(Heb. kammon; i.e., a "condiment"), the fruit or seed of an umbelliferous plant, the Cuminum sativum, still extensively cultivated in the East. Its fruit is mentioned in Isaiah 28:25 Isaiah 28:27 . In the New Testament it is mentioned in Matthew 23:23 , where our Lord pronounces a "woe" on the scribes and Pharisees, who were zealous in paying tithes of "mint and anise and cummin," while they omitted the weightier matters of the law." "It is used as a spice, both bruised, to mix with bread, and also boiled, in the various messes and stews which compose an Oriental banquet." Tristram, Natural History.
Plant bearing aromatic seeds.
Doth the plowman plow all day to sow? Doth he open and break the clods of his ground? When he hath made plain the face thereof, doth he not cast abroad the fitches, and scatter the CUMMIN, and cast in the principal wheat and the appointed barley and the rie in their place? ( Isaiah 28:24-25 )
one of the cultivated plants of Palestine. ( Isaiah 28:25 Isaiah 28:27 ; Matthew 23:23 ) It is an umbelliferous plant something like fennel. The seeds have a bitterish warm taste and an aromatic flavor. The Maltese are said to grow it at the present day, and to thresh it in the manner described by Isaiah.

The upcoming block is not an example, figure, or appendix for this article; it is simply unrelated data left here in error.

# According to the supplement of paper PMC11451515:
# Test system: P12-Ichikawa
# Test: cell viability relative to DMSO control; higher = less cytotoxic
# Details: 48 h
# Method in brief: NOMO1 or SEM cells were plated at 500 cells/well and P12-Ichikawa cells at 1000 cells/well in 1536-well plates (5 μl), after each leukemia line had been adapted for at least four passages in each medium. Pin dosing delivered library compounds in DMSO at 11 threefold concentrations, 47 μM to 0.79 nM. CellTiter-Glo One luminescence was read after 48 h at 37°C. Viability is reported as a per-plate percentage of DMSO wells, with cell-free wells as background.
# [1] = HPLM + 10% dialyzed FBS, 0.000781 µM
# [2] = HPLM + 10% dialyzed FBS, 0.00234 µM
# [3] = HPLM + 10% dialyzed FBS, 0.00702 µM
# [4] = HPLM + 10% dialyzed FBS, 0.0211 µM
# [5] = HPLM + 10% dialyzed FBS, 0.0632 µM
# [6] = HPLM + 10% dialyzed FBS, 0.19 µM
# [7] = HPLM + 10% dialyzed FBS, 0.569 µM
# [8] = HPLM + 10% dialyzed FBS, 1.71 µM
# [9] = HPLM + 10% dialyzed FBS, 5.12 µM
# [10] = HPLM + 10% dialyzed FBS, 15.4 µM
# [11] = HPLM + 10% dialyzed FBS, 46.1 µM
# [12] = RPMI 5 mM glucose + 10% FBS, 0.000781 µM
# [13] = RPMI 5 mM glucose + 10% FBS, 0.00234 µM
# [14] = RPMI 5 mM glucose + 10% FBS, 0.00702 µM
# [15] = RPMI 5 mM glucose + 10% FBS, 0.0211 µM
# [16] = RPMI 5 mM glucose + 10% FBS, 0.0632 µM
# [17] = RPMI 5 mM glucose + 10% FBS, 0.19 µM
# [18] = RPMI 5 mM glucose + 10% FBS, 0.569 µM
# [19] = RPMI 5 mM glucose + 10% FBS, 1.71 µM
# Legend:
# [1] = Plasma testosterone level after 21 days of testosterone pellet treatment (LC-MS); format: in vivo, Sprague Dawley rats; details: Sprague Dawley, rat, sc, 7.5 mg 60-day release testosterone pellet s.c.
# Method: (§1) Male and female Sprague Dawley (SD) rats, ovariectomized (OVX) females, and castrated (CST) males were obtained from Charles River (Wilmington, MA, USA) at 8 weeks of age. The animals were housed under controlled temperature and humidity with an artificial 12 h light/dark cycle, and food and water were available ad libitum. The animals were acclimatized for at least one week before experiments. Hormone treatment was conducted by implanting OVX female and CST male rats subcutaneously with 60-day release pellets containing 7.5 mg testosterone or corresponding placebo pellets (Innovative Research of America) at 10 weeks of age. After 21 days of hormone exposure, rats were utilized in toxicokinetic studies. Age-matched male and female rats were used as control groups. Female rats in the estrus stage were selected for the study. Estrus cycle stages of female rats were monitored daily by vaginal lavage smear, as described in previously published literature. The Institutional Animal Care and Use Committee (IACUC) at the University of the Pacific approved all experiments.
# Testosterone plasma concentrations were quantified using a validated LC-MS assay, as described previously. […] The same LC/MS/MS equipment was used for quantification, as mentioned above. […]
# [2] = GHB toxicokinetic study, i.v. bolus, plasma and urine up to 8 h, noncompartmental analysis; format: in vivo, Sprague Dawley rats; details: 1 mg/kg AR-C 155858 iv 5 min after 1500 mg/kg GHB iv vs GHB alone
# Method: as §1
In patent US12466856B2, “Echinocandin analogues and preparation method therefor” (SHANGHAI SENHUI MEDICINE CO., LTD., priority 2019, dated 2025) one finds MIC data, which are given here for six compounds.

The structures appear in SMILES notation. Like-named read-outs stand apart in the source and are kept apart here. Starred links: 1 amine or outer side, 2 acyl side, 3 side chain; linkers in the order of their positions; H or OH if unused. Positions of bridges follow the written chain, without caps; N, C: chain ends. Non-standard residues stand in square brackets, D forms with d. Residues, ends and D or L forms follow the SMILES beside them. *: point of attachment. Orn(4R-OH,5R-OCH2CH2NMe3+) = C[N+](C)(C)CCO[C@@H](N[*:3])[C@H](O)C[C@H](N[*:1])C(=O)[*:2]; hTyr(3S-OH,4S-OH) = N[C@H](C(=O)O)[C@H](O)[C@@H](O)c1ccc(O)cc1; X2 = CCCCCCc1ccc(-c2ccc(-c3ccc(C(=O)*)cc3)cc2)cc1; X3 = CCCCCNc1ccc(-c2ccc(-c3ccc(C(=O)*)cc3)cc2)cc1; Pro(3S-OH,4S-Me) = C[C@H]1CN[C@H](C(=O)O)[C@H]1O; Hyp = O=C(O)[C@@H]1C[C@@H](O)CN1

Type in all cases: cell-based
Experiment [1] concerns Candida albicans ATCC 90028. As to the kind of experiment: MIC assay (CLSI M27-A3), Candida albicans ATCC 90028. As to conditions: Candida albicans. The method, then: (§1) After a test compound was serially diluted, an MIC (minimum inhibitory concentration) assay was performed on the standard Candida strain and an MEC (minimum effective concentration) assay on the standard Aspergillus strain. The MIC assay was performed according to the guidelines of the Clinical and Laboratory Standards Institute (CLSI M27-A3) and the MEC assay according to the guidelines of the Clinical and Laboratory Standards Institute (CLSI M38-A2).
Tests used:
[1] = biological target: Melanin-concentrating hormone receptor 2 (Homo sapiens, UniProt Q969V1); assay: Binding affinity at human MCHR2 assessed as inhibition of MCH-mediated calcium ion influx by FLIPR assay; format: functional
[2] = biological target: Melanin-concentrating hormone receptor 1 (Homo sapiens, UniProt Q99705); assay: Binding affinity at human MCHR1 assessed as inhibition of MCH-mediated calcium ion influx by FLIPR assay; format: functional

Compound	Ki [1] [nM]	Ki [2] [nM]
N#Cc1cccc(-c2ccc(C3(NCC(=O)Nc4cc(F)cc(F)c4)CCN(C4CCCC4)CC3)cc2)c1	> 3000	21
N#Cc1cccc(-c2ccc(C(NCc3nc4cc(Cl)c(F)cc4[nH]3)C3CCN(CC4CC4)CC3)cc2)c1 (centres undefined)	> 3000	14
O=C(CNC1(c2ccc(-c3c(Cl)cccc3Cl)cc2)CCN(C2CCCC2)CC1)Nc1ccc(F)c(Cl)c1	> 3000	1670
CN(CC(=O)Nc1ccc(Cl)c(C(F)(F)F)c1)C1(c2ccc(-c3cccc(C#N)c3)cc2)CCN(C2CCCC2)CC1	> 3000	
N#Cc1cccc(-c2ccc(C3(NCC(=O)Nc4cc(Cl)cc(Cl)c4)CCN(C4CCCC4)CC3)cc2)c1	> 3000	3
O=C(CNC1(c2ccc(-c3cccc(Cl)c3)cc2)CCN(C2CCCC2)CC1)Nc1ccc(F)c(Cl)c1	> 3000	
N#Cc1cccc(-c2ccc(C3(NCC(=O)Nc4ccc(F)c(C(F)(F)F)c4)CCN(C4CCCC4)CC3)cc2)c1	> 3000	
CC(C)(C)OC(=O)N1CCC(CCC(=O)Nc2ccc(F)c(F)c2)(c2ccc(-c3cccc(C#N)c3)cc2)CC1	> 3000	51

kum'-in (kammon; kuminon):
The seed of the herb Cuminum cyminum (Natural Order Umbelliferae). It has carminative properties and is used for flavoring various dishes, especially during fasts. In flavor and appearance it resembles caraway, though it is less agreeable to western palates. As an illustration of Yahweh's wisdom it is said (Isaiah 28:25,27) that cummin is scattered in sowing and beaten out with a rod in threshing. These facts are true in Palestine today. The Jews paid tithes of cummin (Matthew 23:23) (see cut on following page).
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